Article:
“So apart from the efficiency aspect of being able to deliver 200 (? I have no idea the size of this cattle call) culled photographers to 50 editors for example-because, we really are doing them a favour-the magazines, getting their editors all on site on two days for a blitzkreig portfolio review-they are going to come away with something don’t forget-I just don’t get it. Yes, it is highly efficient to be able to see 14 editors in two days, literally, something that would take weeks or months to do conventionally-now. But do you really have a portfolio that is suitable for Business Week, ESPN, Field and Stream, Popular Mechanics, NYTimes Style, Lucky, Prevention and Redbook? Does it make any sense? So right there, out of 32 publications represented, just how many are you really suited for? And if you respond, ‘all of them’, then I think your portfolio needs some cutting…”

I really think you need to read this post by Wright in its entirety. All of it.

See you next time.

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About 

This is a place for photographers.

Hi, I'm wizwow - also known as Don Giannatti. Photography has been the focus of my life for most of my adult years. I have written three books for Amhearst Media (available on Amazon and Barnes & Noble: keyword 'don giannatti'. Lighting Essentials is my flagship blog and e-zine with a slightly different slant than most photography related sites. If you are interested in becoming a better photographer, check out Project 52 Pros.

Thanks for visiting.

9 Comments

  1. Fanastic post! Looking at unrelated magazines for inspiration is a great tip. I\’ve wondered what my style is for a while. Part of my problem in identifying it is that it has been evolving quickly since the beginning of this year. More importantly, I wasn\’t sure what characteristics I should look for in defining it. These exercises will go a long way in helping me uncover my style and your short list of things to look for when defining style is very helpful. I\’m anxious to read the next post in this series!

  2. Wow this is one inspiring post wizwow! I really like the magazine idea and I’m really going to try this out because I’ve been searching for what I love to shoot and trying to define what exactly I want to do with photography. Thanks for putting this up for everyone to see!

  3. Today I bought a stack of magazines from a used book store. Getting ready to start the project of finding my style. This article is extremely timely for me! Thank you!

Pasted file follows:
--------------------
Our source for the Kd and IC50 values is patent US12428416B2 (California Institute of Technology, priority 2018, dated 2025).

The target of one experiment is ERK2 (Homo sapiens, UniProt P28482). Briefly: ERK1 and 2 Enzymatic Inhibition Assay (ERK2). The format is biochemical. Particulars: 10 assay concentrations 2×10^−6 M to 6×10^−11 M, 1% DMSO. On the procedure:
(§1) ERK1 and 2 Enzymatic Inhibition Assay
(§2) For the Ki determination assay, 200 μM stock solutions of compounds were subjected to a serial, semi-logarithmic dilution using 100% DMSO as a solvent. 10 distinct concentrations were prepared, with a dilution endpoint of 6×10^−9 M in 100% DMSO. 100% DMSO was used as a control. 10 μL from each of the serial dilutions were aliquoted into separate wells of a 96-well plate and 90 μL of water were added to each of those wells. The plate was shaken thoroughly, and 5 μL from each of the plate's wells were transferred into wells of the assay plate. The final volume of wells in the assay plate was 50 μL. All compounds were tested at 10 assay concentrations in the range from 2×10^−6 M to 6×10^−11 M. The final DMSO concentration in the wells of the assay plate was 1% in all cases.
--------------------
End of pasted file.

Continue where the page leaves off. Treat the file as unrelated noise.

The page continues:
• Karla… that i so cool.
      Care to share your progress with us?
      Let me know… I am happy to help.

      –don

  4. Thank you, Don.

    Well, I’ve completed the first part of the assignment. I have a sore wrist from all the page turning and tearing. I have to say, I’ve ended up with quite a stack. More than I thought I would. It might relect on my desperate need for direction, as I find that I like so many types of images. So, in about seven days, I’ll haul them all out and see what I see.

    Thank you for your offer of help. You can be sure that I will be taking you up on it.

    Karla

  5. This was an awesome post and I can’t wait to get started! All the photo posts talk about getting your “own style” but nobody ever explained how to do it in a way that made sense. I’ll be working on it this week.

    Thanks!

  6. You sir, are brilliant. ;) This series is fantastic.

  7. A few years back a photography professor of mine suggested the same thing “cutting out magazine photos”; as my style continues to evolve I have found this extremely helpful. I might add it’s also a great time to study lighting techniques; Take those freshly torn images then try to figure out the type and direction of lighting used.

  8. I’m in the process of doing my first “conceptual” shoot. A bunch of my friends want portraits, and I need to broaden my portfolio, but coming from a journalism background, creating a shot isn’t my forte. So I asked my friend to come up with an idea, whether it is an idea or a word. They all did, and I took that idea and built a concept based on what they gave me.

    Granted, as a professional it’s probably not a good idea to let the client give you your idea, but for a beginner looking to practice stirring their brain, it could help.

    Although coming up with 10 unique concepts did prove to be tiring, with all the research and imagining :)